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Building on a Legacy

Ford’s Norfolk, Va., assembly plant introduces the next F-150 and a new flexible manufacturing system.


This red F-150 Lariat 5.4 Triton is not only Job 1 for the new truck but is powered by Ford’s 100 millionth V-8 engine. No one at Ford is talking about where this historic truck will end up. The sticker shows that it’s slated for delivery to Prestige Ford/Lincoln/Mercury in Ponding Mill, Va. But rumors say that it may end up in the possession of a third generation Ford family member.

It’s Tuesday, June 10, 2003 and Ford Motor Company is in full celebration mode. The quality control center at the Norfolk, Va., assembly plant is dressed up to look like an auto show media event. What better way to celebrate the last 100 years than by launching Job 1 of a vehicle that could determine whether or not there will be a next one hundred years.

“There’s been no vehicle more important to Ford Motor Company,” says chairman and CEO William Clay Ford, Jr.

Members of the launch team, on hand for the unveiling, couldn’t agree more. They say that this is the most intense launch they’ve ever been involved in.

Frank Davis, chief engineer for the F-Series says that this launch differs from previous launches in that the plant was involved well ahead of the actual launch date.

“(Plant manager) Mike Hom and I have been living together for the last 18 months,” says Davis. “Mike has been involved with the program much sooner than any plant manager has before. He’s been involved all the way from the confirmation prototype phase.” Hom also brought UAW product specialists to a large launch team that already included Ford engineers and representatives from the supply chain, as well as people from the Kansas City, Mo., and Dearborn, Mich., plants which are next in line to launch the new truck. The UAW workers assembled the confirmation prototypes and did assembly on the plant floor with the production workers as well. “They’ve got a lot of experience with the vehicle,” says Davis. “That’s a big, big deal.” The first production prove-out models were built in January.

“One of the things that this program has done better than anything else,” says Davis, “is deliver.” Davis says that the confirmation prototypes and first production prototypes were the best the company has ever seen. “That’s really based on the plant’s involvement,” he says.

The launch team has been in place at Norfolk since January and the extended launch program will keep engineers on site through the end of the year to make sure the quality indicators are just right.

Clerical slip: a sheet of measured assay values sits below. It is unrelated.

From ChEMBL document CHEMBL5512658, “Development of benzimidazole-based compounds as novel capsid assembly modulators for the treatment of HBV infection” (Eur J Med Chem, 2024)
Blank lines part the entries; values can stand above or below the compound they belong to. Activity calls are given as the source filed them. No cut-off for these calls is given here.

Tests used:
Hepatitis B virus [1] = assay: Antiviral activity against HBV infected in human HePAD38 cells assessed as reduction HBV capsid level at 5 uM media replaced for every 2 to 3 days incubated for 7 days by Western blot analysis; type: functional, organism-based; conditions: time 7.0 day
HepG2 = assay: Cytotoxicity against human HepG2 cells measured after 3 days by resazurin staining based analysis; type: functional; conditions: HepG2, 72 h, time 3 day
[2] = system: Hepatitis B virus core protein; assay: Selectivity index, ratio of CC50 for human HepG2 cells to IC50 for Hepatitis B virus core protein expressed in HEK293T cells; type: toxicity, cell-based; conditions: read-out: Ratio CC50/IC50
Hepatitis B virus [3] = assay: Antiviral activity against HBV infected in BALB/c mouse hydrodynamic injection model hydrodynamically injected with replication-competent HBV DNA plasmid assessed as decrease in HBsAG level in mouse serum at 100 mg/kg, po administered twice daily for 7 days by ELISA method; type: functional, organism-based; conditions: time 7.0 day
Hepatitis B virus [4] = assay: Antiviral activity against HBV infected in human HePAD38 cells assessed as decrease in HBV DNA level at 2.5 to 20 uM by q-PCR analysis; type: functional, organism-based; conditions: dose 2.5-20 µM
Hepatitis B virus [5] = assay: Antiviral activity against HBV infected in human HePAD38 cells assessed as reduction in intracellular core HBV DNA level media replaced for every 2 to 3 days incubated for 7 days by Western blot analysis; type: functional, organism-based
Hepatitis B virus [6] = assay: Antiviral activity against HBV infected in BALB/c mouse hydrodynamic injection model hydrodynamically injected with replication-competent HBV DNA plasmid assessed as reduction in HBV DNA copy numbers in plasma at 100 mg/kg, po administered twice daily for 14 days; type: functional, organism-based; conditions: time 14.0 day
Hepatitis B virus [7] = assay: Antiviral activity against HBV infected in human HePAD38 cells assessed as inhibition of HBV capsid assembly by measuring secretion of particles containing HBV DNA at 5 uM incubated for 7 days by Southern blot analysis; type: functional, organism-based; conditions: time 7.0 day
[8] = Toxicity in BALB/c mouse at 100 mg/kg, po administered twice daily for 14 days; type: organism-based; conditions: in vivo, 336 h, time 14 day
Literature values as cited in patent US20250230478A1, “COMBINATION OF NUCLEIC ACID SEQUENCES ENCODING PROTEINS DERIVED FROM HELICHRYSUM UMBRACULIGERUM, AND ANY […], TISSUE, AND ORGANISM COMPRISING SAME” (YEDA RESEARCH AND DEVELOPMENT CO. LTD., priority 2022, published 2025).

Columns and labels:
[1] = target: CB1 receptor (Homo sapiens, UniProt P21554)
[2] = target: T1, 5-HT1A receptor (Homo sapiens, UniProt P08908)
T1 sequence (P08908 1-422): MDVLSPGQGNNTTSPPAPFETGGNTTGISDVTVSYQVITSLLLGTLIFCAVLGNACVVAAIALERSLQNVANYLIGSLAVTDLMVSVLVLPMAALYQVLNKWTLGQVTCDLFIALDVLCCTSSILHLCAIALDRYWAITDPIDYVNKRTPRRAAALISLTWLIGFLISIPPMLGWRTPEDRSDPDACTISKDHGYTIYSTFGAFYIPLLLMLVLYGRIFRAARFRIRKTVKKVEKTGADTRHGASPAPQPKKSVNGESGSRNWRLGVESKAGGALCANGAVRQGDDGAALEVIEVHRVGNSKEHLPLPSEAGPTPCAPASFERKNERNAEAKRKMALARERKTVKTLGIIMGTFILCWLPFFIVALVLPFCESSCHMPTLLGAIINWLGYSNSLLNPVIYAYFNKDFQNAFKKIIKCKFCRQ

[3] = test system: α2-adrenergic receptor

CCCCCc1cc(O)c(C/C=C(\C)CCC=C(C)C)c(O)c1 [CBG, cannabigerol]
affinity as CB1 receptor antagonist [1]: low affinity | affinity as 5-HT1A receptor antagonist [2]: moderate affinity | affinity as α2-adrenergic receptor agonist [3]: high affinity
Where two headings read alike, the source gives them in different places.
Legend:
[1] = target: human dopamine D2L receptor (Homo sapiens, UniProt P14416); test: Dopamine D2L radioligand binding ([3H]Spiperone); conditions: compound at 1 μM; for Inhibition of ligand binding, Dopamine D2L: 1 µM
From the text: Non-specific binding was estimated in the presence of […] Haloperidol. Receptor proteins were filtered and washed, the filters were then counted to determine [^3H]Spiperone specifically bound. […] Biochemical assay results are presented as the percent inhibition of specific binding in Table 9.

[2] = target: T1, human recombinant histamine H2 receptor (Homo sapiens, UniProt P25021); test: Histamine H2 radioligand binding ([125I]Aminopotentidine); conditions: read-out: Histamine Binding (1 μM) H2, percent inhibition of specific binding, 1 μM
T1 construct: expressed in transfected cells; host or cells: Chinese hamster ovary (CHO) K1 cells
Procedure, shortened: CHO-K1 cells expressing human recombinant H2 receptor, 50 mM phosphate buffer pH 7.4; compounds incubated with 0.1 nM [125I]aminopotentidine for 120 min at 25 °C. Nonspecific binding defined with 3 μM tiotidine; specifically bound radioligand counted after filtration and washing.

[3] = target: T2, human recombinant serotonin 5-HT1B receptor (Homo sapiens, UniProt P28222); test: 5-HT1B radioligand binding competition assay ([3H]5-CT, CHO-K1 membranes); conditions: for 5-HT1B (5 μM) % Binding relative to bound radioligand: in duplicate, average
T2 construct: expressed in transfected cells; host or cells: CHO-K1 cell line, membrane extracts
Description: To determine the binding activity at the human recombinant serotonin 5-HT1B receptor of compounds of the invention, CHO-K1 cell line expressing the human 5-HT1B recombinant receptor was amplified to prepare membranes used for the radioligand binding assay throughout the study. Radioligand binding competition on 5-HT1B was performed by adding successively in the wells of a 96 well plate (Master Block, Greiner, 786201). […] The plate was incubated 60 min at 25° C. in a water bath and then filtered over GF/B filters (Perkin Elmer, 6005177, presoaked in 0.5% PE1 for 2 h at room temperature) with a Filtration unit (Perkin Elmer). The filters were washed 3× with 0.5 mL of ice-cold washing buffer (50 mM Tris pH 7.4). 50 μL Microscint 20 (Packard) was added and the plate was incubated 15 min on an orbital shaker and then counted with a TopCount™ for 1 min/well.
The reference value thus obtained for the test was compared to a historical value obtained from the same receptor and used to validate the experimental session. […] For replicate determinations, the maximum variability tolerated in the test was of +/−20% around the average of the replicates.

Product-specific tooling is mounted on vertical trays, horizontal gates and robot arms. At Norfolk, only 20 percent of the tooling is product specific. Model changeovers can be made by changing the trays and reprogramming the robots. Skilled trades need only disconnect the power and hydraulic lines, use a lift truck to slide one tray out, slide the other in and reconnect the power. Changing out tooling can take anywhere from four hours for a small vertical tray to eight hours for a larger horizontal gate, a time savings of about 70 percent over the old method.

All 3,500 welds are done by robots. The 256 Kowasaki robots come in three sizes and are used for material handling, welding and sealing. All of the tools are either electric or pneumatic. Ford says that the next step will be to change over to servo-driven weld guns. All critical sheet metal for the F-150 is stamped at the Woodhaven and Dearborn, both Mich., stamping facilities and shipped by railcar to Norfolk, Va. Woodhaven and Dearborn will also supply the Kansas City, Mo., and Dearborn assembly plants. Ford has brought some sub-assembly back into the plant. Floor pans and pickup boxes are now built in-house. The supply chain for Norfolk is linked on-line to the plant’s weekly scheduling system. By having suppliers ship only the number of parts needed to meet the schedule, Norfolk can reduce on-site inventory to about 10 hours of off-line components and two hours of line-side parts. Russo says that there is a push right now to build a supplier park around Norfolk. Ford would like to have the plant’s primary suppliers set up shop within a 100 mile radius of the facility.
The assembly plant is not only launching a new truck but is the first of Ford’s assembly facilities to incorporate the new flexible manufacturing system in the body shop. The new system will allow Norfolk to build all three F-150 body styles, regular cab, SuperCab and SuperCrew, on the same weld line. The $375 million investment will give Ford the flexibility to change the mix, volume and options of products in response to consumer demands.